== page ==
Soft Drink Company To Sponsor Anti-War March
(Correction: Anti-war petition was not distributed by employees of Qibla Cola, but by organizers of anti-war march.)
London (CNSNews.com) - A Muslim-run soft drink company is sponsoring an anti-war march in London next week in hopes of convincing Middle Eastern nations to actively oppose military action against Iraq.
"We're trying to pressurize regimes in the Muslim world to stop supporting U.S. policy," said Abdul-Hamid Ebrahim, a spokesman for Qibla Cola. "These countries are essentially regimes that have been bought off by the United States."
The "Muslim Unity Action March" will pass the London embassies of Saudi Arabia, Turkey, Syria, Egypt, Qatar and Pakistan on March 15.
Zafer Iqbal, Qibla Cola's managing director, will speak during the march along with other leading British Muslims.
Ebrahim said the company was also helping circulate an anti-war petition that has attracted 100,000 signatures.
Qibla Cola started in business earlier this year and Ebrahim said the company hopes it soon will be selling one million bottles of its sodas in Britain each month.
The company says its products "offer a real alternative for people concerned by the practices of the major Western multinationals" and "is based on the teachings of Islam."
Qibla has vowed to donate 10 percent of its products to Islamic Aid, a British charity that works in several Muslim nations.
"People across the whole of the Muslim world are against major Western brands," Ebrahim said. "They want to buy a product that doesn't support unjust policies."
Ebrahim said that because of legal reasons, he could not specifically mention any Western companies that Qibla's promotional literature refers to. Instead, he pointed to the Qibla Cola website, which contains several quotes linking Coca-Cola to Israel.
Coca-Cola officials in London did not respond to calls seeking comment Friday, but the company has in the past denied any affiliation with governments or political or religious groups.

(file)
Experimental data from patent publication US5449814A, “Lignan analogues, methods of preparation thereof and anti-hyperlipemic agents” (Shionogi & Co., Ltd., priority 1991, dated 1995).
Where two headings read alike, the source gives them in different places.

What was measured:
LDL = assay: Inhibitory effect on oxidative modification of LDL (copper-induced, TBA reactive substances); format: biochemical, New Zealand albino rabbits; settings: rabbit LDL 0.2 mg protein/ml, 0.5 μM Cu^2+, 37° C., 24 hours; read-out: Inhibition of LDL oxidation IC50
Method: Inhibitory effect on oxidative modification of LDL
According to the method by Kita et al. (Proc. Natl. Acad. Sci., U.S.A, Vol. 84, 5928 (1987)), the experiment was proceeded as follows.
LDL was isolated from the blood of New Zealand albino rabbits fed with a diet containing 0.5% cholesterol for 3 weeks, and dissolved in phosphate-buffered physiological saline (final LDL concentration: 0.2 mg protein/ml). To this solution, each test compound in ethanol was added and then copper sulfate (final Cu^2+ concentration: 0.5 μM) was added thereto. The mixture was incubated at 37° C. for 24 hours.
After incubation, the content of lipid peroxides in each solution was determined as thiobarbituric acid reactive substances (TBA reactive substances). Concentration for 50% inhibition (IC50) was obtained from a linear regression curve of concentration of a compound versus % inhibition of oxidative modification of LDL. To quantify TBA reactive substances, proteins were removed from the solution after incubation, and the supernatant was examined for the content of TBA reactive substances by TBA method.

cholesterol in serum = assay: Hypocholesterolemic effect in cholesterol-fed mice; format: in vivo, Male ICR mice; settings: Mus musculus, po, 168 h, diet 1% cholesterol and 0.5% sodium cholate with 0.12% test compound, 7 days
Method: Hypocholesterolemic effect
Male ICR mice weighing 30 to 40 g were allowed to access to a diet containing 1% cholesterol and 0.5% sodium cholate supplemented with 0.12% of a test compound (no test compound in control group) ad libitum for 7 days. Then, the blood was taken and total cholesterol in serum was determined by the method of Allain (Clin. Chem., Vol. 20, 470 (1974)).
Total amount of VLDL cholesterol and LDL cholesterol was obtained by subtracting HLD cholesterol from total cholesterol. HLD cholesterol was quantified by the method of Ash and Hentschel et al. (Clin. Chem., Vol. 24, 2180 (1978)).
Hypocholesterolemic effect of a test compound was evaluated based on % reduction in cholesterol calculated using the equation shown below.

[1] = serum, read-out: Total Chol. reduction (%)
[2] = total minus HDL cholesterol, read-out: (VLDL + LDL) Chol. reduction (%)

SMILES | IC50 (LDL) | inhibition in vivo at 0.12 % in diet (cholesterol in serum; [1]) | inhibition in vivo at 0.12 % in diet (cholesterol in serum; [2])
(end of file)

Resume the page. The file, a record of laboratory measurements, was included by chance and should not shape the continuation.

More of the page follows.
Despite its unusual mix of politics and business, Qibla Cola was not the first soda product geared towards the Muslim world. Last year, Mecca Cola was launched by a French businessman.
Qibla Cola's entry into the political arena came as Britain's largest Muslim associations also voiced their opposition to war in Iraq.
In an open letter to Prime Minster Tony Blair, the Muslim Association of Britain said that opposition to war "runs deep through British society."
"(We) appeal to you to make the only brave and courageous decision, and to abolish all plans for attacking Iraq, and embark immediately on a campaign to resolve this issue diplomatically and peacefully," the organization wrote.
Blair met with Muslim leaders on Thursday, although the MAB declined to attend.
Polls indicate that overall British public support for a war rests largely on whether or not there is an additional Security Council resolution against Iraq.
One survey released this week found that 75 percent of Britons are prepared to back war with Iraq, but only 24 percent said they would support military action without another U.N. resolution.
The Muslim Council of Britain also urged the prime minister to "think hard and reconsider your position on invading Iraq."
In a statement, MCB secretary-general Iqbal Sacranie called for Britain and the United States to focus on resolving the situations in Israel and the Palestinian territories as well as the divided province of Kashmir.
"There can be no doubt about the problem of Saddam's notoriously despotic regime," Sacranie said. "The diplomatic and political course have not run out. If we believe in peace we should not be impatient. There cannot be any rush for war."
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